• E.g. Today, 26-April-2010, SN J had taken over my patients from me, as I was in the morning shift and she was in the afternoon shift. At around 3:30pm, a patient's mother came out to complain of rashes on her son's buttocks due to acidity from the diarrhea. I had changed out of my uniform and was sitting at the nurses' counter to complete my paperwork. The mother knew that my shift was over, but recognised me and requested for help, since no one else was at the nurses' counter. I took down her request and passed to SN J. However, she tried to push it back to me, "What time did this happen?". I told her, "The child BOx3 watery stool this morning and the mother just...". Then she cut me off, "You handle it. I am busy now. Or you get SSN Y to handle it." Anyway, I passed the matter to SSN Y and left it as that.
One consolation. SSN Y, SSN R and SEN M were quite kind to me for the past week. They had experienced such shit before too.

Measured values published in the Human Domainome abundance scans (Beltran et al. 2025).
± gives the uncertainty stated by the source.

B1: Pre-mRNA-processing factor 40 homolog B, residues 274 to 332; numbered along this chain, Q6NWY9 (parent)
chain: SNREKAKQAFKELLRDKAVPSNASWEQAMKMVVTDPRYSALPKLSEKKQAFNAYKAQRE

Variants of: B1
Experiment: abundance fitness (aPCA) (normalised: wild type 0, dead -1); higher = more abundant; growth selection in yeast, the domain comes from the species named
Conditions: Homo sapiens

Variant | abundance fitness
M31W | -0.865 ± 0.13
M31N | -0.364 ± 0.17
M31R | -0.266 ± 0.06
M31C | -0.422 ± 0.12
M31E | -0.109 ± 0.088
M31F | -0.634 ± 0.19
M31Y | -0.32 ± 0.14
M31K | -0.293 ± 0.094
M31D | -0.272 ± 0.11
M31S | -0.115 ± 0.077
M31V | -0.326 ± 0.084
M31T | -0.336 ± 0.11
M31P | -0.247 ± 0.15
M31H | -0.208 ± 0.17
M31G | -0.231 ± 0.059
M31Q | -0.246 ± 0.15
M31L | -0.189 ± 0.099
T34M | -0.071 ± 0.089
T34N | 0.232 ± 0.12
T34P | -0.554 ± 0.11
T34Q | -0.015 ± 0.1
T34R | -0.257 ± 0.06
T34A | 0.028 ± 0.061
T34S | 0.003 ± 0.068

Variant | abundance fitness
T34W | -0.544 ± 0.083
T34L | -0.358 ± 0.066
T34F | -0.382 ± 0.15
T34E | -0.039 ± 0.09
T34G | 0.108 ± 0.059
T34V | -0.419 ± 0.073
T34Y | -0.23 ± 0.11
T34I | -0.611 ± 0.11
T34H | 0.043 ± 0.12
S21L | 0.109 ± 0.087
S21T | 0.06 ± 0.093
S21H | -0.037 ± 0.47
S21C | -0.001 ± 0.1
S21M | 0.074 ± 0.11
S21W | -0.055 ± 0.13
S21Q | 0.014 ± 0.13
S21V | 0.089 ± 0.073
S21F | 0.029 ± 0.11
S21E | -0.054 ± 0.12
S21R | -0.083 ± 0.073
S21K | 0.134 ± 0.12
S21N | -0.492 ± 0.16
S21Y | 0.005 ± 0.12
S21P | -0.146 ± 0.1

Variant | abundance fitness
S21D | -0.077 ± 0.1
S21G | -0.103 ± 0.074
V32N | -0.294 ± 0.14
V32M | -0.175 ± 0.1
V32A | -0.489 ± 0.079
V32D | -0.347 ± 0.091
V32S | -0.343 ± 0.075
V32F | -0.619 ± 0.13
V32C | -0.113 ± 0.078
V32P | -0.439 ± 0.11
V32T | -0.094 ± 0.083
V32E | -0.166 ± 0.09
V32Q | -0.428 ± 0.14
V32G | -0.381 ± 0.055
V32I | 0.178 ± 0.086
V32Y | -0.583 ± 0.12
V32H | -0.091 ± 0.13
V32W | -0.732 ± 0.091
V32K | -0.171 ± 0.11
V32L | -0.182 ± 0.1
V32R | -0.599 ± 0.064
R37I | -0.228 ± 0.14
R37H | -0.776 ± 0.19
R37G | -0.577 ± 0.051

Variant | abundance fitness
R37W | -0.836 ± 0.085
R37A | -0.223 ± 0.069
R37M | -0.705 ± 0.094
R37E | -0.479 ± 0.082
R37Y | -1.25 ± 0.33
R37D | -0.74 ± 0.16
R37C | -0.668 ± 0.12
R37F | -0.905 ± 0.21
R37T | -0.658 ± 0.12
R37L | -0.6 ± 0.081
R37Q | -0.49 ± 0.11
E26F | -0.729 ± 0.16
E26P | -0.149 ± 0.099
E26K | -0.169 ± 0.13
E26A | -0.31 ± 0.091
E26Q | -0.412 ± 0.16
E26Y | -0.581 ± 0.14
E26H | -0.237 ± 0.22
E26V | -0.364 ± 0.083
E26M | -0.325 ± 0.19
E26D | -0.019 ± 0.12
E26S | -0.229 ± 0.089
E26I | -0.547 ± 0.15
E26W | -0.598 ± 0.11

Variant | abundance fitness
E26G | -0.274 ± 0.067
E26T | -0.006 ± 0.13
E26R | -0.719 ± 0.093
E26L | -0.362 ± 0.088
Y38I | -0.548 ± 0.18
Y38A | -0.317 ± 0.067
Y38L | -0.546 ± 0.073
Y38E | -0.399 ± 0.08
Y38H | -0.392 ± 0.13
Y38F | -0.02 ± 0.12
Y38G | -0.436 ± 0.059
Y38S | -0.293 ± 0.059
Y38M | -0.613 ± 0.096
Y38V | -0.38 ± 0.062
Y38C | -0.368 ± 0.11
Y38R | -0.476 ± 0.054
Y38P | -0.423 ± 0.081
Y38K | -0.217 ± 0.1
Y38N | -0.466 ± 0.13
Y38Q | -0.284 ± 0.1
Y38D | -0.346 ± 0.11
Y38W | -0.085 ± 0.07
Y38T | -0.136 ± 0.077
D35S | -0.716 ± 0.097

My other consolation: 19 more weeks to go.

Monday, April 19, 2010

Target board on my back

I am angry, very angry. I feel like I'm wearing a target board on my back; getting "stabbed" left, right and centre. I am so angry that I don't even want to talk about it.

My consolation? My countdown -- 17 20 weeks to my last day at work. My mind is set already and the appropriate letters are just waiting to be printed, signed and submitted.


[Correction on 22-Apr-2010]

It should be 17 weeks, not 20 weeks as previously stated.

Monday, April 05, 2010

Good Friday and Excellent Easter

I had not been feeling well on the Thursday, the eve of Good Friday. Thanks to help and support from my colleagues (especially SEN M, SN O, SN L and SSN R), I survived my double shift on Thursday.

On the morning of Good Friday, the ward manager cancelled my afternoon shift due to low patient census. I was glad to take a break.

Saturday and Easter Sunday were happy working days. Thanks to the Good Friday and Easter festive season, the patient census remained low. Each team had a load of 4-7 patients. It puts the staff in a good mood, and resulting in a cordial working environment where staff were supporting each other. From the customers' perspective, they get better treatment and service.

It leads me to think, the first and major factor towards improving nurses' professional image would be to improve the staff-patient ratio.


p.s. This is my 100th blog entry. A milestone on my internet journal journey.